Chatham railway station
Chatham railway station
|Local authority||Borough of Medway|
|Number of platforms||2|
|Live arrivals/departures, station information and onward connections
from National Rail Enquiries
|Annual rail passenger usage*|
|Key dates||Opened 25 January 1858|
|National Rail – UK railway stations|
|* Annual estimated passenger usage based on sales of tickets in stated financial year(s) which end or originate at Chatham from Office of Rail and Road statistics. Methodology may vary year on year.|
|UK Railways portal|
Chatham railway station is situated in Chatham, Medway, South East England. It is on the Chatham Main Line between Rochester and Gillingham, and is 34.3 miles (54 km) from London Victoria. Train services are provided by Southeastern.
There are two platforms, one for each direction, each capable of handling 12-car trains.
There are tunnels at either end of the station: Fort Pitt Tunnel (428 yards/385m) at the London end and Chatham Tunnel (297 yards/267m) at the other end.
Typical off-peak services are:
- 2 tph to London St Pancras via Gravesend and Ebbsfleet International (High Speed)
- 1 tph to London St Pancras via Ramsgate, Deal, Dover Priory, Ashford International and Ebbsfleet International (High Speed)
- 1 tph to Faversham (High Speed)
- 3 tph to London Victoria via Bromley South (Main Line)
- 2 tph to Dover Priory via Canterbury East (Main Line)
- 1 tph to Ramsgate via Faversham and Margate (Main Line)
- 2 tph to London Charing Cross via Dartford and Woolwich Arsenal (Metro)
- 2 tph to Gillingham (Metro)
|Preceding station||National Rail||Following station|
North Kent Line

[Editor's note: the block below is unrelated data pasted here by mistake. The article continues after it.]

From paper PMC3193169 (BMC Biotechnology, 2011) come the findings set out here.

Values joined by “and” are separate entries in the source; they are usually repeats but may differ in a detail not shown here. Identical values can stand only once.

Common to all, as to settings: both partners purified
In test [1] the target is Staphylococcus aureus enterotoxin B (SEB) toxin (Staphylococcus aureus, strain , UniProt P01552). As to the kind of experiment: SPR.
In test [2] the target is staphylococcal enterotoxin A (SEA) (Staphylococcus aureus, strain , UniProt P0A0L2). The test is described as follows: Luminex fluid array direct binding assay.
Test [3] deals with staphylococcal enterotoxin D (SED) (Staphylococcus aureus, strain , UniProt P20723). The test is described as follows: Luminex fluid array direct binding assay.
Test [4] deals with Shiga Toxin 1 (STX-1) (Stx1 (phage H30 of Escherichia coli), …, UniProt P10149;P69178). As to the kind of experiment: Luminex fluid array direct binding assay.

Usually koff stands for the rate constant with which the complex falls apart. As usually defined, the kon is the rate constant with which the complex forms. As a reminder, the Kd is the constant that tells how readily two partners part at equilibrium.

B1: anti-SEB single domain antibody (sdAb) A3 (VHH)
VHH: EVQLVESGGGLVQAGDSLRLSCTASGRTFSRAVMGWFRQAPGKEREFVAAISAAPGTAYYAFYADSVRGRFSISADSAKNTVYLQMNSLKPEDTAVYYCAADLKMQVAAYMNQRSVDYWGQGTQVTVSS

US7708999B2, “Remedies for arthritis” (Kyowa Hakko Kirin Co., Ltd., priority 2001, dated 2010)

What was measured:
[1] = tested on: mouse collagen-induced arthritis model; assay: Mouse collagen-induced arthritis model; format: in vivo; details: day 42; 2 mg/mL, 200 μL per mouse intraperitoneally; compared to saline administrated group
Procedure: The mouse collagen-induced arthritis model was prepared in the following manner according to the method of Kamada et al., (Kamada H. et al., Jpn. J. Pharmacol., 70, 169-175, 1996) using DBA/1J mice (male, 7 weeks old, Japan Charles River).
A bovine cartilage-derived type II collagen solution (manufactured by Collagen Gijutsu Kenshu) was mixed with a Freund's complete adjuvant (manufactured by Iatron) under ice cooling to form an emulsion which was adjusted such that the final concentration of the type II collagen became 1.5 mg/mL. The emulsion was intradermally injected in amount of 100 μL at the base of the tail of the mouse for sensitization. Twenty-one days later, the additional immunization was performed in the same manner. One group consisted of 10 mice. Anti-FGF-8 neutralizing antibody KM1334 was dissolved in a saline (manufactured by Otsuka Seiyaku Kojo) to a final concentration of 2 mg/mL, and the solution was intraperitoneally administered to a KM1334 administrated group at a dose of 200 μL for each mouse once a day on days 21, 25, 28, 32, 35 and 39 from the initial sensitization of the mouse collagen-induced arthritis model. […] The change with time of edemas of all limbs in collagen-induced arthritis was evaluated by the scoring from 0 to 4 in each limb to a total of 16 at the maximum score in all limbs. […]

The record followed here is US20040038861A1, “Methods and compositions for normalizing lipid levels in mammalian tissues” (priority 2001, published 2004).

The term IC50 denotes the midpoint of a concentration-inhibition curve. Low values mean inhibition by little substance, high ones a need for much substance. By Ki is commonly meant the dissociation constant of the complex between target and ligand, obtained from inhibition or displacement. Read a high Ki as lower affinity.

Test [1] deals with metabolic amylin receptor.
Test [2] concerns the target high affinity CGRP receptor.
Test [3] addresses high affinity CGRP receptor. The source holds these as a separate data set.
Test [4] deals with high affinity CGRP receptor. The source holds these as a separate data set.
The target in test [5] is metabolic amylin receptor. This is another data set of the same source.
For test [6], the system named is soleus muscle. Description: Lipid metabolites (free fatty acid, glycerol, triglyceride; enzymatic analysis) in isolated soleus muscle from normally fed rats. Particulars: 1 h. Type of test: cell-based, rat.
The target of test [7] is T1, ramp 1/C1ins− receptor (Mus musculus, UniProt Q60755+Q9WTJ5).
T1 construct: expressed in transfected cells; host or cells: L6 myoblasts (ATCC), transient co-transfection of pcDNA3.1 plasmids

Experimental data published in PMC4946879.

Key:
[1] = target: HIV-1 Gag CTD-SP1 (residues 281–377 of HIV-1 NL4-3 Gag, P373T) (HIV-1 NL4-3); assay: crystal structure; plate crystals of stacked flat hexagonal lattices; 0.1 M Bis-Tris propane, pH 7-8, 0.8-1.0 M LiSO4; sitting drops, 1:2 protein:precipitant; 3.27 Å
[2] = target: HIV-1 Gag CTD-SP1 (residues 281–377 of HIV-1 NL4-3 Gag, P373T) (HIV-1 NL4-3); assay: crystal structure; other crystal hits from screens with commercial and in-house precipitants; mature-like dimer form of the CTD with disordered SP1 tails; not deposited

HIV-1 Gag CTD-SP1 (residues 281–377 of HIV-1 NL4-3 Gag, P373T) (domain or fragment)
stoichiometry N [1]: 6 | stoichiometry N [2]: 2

Chatham Main Line
High Speed 1
The station was opened on 25 January 1858, when the London, Chatham and Dover Railway (LCDR) (then known as the East Kent Railway) opened a single line eastwards to Faversham. Two months later (29 March 1858) the link with the North Kent Line at Strood was opened; and the new railway reached Dover Priory in 1861. The Chatham Dockyard branch connection is made near Gillingham.
As built the station had two platforms with the station buildings being on the Down side. A note on the working drawings states that the station had to be visible from Fort Pitt. About 1881 it was rebuilt with two island platforms, and the station buildings were moved onto the road bridge, then known as Rome Place. In 1958 the station was converted back to two platforms as part of the Kent Coast Electrification Scheme, Stage 1. The station had been electrified in 1939 but the 1958 scheme lengthened the platforms to 12 car EMUs, which due to the geography of the station - between two tunnels - necessitated the abandoning of the other platforms.
A modern entrance and booking hall replaced the originals in 1981. Further remodelling in the 1990s and 2000s has seen the ticket office moved twice, accompanied by the opening, closing and re-opening of retail areas. A small shop selling eateries and general corner shop stock was also opened. The building is located at one side of the road bridge (now Railway Street) over the track, with a taxi rank located between the road and the building. Stairs lead down to the platforms: a buffet is located on the London-bound platform.